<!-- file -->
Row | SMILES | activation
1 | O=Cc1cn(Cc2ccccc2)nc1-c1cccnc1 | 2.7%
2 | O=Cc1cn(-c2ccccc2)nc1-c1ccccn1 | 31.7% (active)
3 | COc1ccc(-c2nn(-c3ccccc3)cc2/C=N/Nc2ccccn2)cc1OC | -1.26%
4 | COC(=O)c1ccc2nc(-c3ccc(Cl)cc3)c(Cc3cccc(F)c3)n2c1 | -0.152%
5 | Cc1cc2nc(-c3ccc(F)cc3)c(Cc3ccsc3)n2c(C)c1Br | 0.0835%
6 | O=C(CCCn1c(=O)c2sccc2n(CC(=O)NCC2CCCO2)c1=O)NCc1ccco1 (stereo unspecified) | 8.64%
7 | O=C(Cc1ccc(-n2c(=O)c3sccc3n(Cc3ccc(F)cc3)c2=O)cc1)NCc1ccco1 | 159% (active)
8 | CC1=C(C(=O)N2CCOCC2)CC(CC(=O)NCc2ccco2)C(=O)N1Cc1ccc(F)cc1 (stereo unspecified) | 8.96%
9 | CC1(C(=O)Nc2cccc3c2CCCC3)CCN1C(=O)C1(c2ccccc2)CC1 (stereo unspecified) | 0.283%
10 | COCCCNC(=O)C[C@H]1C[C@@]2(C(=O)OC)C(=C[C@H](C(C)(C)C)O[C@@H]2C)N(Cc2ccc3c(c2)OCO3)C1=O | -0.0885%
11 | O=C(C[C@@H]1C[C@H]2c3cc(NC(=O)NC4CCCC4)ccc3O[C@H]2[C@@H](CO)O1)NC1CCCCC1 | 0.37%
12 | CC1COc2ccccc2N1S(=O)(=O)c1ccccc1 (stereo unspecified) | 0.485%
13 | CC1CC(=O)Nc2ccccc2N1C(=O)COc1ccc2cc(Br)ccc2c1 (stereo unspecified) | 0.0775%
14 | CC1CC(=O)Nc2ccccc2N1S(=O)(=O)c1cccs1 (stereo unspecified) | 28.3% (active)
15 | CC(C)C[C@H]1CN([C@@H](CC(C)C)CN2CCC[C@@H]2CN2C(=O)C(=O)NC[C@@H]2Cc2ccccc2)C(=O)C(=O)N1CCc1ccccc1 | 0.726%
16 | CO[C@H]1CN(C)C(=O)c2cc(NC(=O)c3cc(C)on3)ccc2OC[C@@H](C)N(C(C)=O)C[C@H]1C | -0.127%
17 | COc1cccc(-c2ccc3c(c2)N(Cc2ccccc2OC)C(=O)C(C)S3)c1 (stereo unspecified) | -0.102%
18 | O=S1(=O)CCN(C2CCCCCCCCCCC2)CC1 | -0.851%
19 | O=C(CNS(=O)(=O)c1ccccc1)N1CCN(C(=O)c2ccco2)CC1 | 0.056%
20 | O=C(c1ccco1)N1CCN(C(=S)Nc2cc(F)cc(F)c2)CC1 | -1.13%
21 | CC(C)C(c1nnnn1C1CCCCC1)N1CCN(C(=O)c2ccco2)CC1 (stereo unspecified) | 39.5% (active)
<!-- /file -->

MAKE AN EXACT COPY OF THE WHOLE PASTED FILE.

Row | SMILES | activation
1 | O=Cc1cn(Cc2ccccc2)nc1-c1cccnc1 | 2.7%
2 | O=Cc1cn(-c2ccccc2)nc1-c1ccccn1 | 31.7% (active)
3 | COc1ccc(-c2nn(-c3ccccc3)cc2/C=N/Nc2ccccn2)cc1OC | -1.26%
4 | COC(=O)c1ccc2nc(-c3ccc(Cl)cc3)c(Cc3cccc(F)c3)n2c1 | -0.152%
5 | Cc1cc2nc(-c3ccc(F)cc3)c(Cc3ccsc3)n2c(C)c1Br | 0.0835%
6 | O=C(CCCn1c(=O)c2sccc2n(CC(=O)NCC2CCCO2)c1=O)NCc1ccco1 (stereo unspecified) | 8.64%
7 | O=C(Cc1ccc(-n2c(=O)c3sccc3n(Cc3ccc(F)cc3)c2=O)cc1)NCc1ccco1 | 159% (active)
8 | CC1=C(C(=O)N2CCOCC2)CC(CC(=O)NCc2ccco2)C(=O)N1Cc1ccc(F)cc1 (stereo unspecified) | 8.96%
9 | CC1(C(=O)Nc2cccc3c2CCCC3)CCN1C(=O)C1(c2ccccc2)CC1 (stereo unspecified) | 0.283%
10 | COCCCNC(=O)C[C@H]1C[C@@]2(C(=O)OC)C(=C[C@H](C(C)(C)C)O[C@@H]2C)N(Cc2ccc3c(c2)OCO3)C1=O | -0.0885%
11 | O=C(C[C@@H]1C[C@H]2c3cc(NC(=O)NC4CCCC4)ccc3O[C@H]2[C@@H](CO)O1)NC1CCCCC1 | 0.37%
12 | CC1COc2ccccc2N1S(=O)(=O)c1ccccc1 (stereo unspecified) | 0.485%
13 | CC1CC(=O)Nc2ccccc2N1C(=O)COc1ccc2cc(Br)ccc2c1 (stereo unspecified) | 0.0775%
14 | CC1CC(=O)Nc2ccccc2N1S(=O)(=O)c1cccs1 (stereo unspecified) | 28.3% (active)
15 | CC(C)C[C@H]1CN([C@@H](CC(C)C)CN2CCC[C@@H]2CN2C(=O)C(=O)NC[C@@H]2Cc2ccccc2)C(=O)C(=O)N1CCc1ccccc1 | 0.726%
16 | CO[C@H]1CN(C)C(=O)c2cc(NC(=O)c3cc(C)on3)ccc2OC[C@@H](C)N(C(C)=O)C[C@H]1C | -0.127%
17 | COc1cccc(-c2ccc3c(c2)N(Cc2ccccc2OC)C(=O)C(C)S3)c1 (stereo unspecified) | -0.102%
18 | O=S1(=O)CCN(C2CCCCCCCCCCC2)CC1 | -0.851%
19 | O=C(CNS(=O)(=O)c1ccccc1)N1CCN(C(=O)c2ccco2)CC1 | 0.056%
20 | O=C(c1ccco1)N1CCN(C(=S)Nc2cc(F)cc(F)c2)CC1 | -1.13%
21 | CC(C)C(c1nnnn1C1CCCCC1)N1CCN(C(=O)c2ccco2)CC1 (stereo unspecified) | 39.5% (active)